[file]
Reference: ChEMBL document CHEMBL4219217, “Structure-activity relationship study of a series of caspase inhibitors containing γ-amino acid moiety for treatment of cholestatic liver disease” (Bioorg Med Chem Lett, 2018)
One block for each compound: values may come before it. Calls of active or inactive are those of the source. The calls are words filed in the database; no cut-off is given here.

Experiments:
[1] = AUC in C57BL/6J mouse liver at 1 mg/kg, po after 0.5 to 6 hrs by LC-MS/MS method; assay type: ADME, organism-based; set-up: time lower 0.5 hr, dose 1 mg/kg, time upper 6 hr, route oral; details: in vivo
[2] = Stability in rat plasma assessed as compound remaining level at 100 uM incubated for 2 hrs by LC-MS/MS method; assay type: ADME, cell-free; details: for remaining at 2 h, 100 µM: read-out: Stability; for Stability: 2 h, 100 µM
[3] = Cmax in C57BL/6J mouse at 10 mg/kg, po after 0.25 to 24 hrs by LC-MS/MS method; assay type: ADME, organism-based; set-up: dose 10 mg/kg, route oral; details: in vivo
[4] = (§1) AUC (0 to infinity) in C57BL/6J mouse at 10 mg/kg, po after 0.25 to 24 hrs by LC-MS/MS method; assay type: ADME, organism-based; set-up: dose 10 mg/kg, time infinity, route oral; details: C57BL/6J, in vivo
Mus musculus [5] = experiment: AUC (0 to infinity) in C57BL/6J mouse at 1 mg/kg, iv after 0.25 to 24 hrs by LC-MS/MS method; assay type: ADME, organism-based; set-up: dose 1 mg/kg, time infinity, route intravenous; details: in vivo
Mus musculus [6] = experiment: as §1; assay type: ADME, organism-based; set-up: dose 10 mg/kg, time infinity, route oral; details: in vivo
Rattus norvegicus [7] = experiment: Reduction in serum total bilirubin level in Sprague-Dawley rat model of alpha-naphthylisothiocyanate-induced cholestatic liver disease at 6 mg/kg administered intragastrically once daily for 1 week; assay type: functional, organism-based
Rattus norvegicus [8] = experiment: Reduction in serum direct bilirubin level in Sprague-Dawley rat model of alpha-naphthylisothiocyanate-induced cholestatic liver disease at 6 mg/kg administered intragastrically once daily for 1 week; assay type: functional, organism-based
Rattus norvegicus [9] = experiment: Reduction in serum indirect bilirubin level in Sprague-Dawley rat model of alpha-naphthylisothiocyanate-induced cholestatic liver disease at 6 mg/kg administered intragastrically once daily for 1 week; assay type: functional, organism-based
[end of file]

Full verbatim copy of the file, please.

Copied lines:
Reference: ChEMBL document CHEMBL4219217, “Structure-activity relationship study of a series of caspase inhibitors containing γ-amino acid moiety for treatment of cholestatic liver disease” (Bioorg Med Chem Lett, 2018)
One block for each compound: values may come before it. Calls of active or inactive are those of the source. The calls are words filed in the database; no cut-off is given here.

Experiments:
[1] = AUC in C57BL/6J mouse liver at 1 mg/kg, po after 0.5 to 6 hrs by LC-MS/MS method; assay type: ADME, organism-based; set-up: time lower 0.5 hr, dose 1 mg/kg, time upper 6 hr, route oral; details: in vivo
[2] = Stability in rat plasma assessed as compound remaining level at 100 uM incubated for 2 hrs by LC-MS/MS method; assay type: ADME, cell-free; details: for remaining at 2 h, 100 µM: read-out: Stability; for Stability: 2 h, 100 µM
[3] = Cmax in C57BL/6J mouse at 10 mg/kg, po after 0.25 to 24 hrs by LC-MS/MS method; assay type: ADME, organism-based; set-up: dose 10 mg/kg, route oral; details: in vivo
[4] = (§1) AUC (0 to infinity) in C57BL/6J mouse at 10 mg/kg, po after 0.25 to 24 hrs by LC-MS/MS method; assay type: ADME, organism-based; set-up: dose 10 mg/kg, time infinity, route oral; details: C57BL/6J, in vivo
Mus musculus [5] = experiment: AUC (0 to infinity) in C57BL/6J mouse at 1 mg/kg, iv after 0.25 to 24 hrs by LC-MS/MS method; assay type: ADME, organism-based; set-up: dose 1 mg/kg, time infinity, route intravenous; details: in vivo
Mus musculus [6] = experiment: as §1; assay type: ADME, organism-based; set-up: dose 10 mg/kg, time infinity, route oral; details: in vivo
Rattus norvegicus [7] = experiment: Reduction in serum total bilirubin level in Sprague-Dawley rat model of alpha-naphthylisothiocyanate-induced cholestatic liver disease at 6 mg/kg administered intragastrically once daily for 1 week; assay type: functional, organism-based
Rattus norvegicus [8] = experiment: Reduction in serum direct bilirubin level in Sprague-Dawley rat model of alpha-naphthylisothiocyanate-induced cholestatic liver disease at 6 mg/kg administered intragastrically once daily for 1 week; assay type: functional, organism-based
Rattus norvegicus [9] = experiment: Reduction in serum indirect bilirubin level in Sprague-Dawley rat model of alpha-naphthylisothiocyanate-induced cholestatic liver disease at 6 mg/kg administered intragastrically once daily for 1 week; assay type: functional, organism-based